the city, and a great look over the city walls. There is extensive development outside including a pleasant park. It’s called Gazi Kösk and it contains many teahouses and traditional bed-like constructions, where you sink into cushions and drink tea while overlooking the Dicle river below. The Diyarbakir fortress has been inscribed on the UNESCO World Heritage List. We will visit; Great Mosque of Diyarbakır, the oldest mosque in Anatolia and is the former St. Thomas Christian Church, one of the oldest churches in history. The mosque is considered by some to be the fifth holiest site in Islam. It can accommodate up to 5,000 worshipers and is famous for hosting four different Islamic traditions. The mosque as it is known today was built in 1091 by the Seljuk ruler Malik-Shah. The design influenced by the Umayyad Mosque in Damascus, used the locally found black basalt rock. The mosque suffered extensive damage in a fire in 1155.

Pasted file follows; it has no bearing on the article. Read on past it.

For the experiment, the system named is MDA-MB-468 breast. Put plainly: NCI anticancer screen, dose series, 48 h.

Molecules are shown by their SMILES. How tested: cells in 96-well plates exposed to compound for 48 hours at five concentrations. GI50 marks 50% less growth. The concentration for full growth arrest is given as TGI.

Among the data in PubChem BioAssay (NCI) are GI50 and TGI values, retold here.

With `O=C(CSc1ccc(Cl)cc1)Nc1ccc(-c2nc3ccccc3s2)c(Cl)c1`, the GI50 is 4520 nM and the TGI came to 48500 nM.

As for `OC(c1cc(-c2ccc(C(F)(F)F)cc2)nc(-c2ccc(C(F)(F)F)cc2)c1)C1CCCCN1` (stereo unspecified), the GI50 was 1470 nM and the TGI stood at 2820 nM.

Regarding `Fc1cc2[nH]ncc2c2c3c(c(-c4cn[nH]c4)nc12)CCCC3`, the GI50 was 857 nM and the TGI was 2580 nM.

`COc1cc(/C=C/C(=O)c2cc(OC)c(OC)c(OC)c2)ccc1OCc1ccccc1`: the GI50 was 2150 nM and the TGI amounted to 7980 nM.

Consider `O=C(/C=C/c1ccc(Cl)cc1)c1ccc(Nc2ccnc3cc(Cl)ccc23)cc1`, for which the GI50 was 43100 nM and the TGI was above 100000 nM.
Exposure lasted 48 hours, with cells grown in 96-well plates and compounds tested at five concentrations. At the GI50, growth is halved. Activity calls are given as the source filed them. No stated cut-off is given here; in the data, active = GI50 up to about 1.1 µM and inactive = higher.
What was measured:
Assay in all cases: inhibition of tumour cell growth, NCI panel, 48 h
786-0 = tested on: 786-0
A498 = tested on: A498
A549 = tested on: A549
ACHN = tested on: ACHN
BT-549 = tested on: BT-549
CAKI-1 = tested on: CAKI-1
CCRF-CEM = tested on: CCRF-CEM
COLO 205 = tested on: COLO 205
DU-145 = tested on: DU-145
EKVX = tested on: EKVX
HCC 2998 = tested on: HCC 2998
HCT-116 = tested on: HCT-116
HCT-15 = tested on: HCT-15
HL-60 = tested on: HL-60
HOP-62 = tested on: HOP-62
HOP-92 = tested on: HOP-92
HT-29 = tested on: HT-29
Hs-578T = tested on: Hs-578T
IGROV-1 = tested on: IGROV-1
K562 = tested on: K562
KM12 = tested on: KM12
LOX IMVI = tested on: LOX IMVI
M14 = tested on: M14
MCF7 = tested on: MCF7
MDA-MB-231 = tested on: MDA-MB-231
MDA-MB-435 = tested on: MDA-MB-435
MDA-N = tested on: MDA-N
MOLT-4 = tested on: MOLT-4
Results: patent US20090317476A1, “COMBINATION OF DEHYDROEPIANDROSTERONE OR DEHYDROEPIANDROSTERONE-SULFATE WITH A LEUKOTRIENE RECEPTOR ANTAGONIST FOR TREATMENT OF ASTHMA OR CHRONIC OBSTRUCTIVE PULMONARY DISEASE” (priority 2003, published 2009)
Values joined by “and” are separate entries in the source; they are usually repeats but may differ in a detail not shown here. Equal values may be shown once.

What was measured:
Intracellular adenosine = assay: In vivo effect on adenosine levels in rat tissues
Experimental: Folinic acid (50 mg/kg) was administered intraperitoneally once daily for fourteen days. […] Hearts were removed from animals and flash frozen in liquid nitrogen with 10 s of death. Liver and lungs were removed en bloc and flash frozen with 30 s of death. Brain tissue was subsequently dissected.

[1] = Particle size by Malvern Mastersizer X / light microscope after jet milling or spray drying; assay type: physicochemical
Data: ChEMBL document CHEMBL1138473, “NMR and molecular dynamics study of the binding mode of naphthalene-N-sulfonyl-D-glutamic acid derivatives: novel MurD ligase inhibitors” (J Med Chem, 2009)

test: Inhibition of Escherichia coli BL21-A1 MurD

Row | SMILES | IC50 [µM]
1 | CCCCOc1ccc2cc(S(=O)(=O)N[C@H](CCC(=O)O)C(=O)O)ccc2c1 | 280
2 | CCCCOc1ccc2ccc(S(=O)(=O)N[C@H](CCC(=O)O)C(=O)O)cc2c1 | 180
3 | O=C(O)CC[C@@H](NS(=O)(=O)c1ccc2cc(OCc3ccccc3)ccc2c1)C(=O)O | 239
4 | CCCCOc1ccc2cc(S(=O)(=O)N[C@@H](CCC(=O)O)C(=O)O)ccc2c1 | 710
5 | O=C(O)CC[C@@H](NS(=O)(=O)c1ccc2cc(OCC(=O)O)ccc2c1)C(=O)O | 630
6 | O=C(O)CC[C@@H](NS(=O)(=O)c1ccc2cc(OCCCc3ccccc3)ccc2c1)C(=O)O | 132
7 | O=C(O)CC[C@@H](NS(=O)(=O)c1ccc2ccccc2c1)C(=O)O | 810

The Great Mosque of Diyarbakir is the oldest and one of the most significant mosques in Mesopotamia. Following the Muslim capture of Diyarbakir in 639, a mosque was built, but the building fell into disuse and ruin sometime later. Even after the conversion of the church into the mosque, it was used by both Muslims and Christians. In 1091 Sultan Malik Shah directed the local Seljuk governor Maidud Davla to rebuild a mosque on the site. Completed in 1092, the mosque is similar to and heavily influenced by the Umayyad Great Mosque in Damascus . The influence of the Damascus mosque brought Syrian architecture and decoration to Anatolia. Kervansaray, old caravanserai, now used as a place for cafes, bookstores, and souvenir shops. Meryem Ana Kilisesi, a Syrian Orthodox church founded in 3rd century. If you are lucky, the priest will sing you a fragment of the Bible in Aramaic. Surp Giragos Armenian church. As of May 2017, you can’t visit the church because of construction works. The largest Armenian church in the Middle East, this edifice was restored by municipality. The first inauguration for a long time was held in October 2011 and has since started to serve the local Armenian community. community. Thaninues by drive to Adiyaman for the sundown at Mount of Nemrut or accommodation at hotel for dinner and overnight. Nemrut tour will be switched by early morning sunrise tour. Total 300 km, 4 hours drive.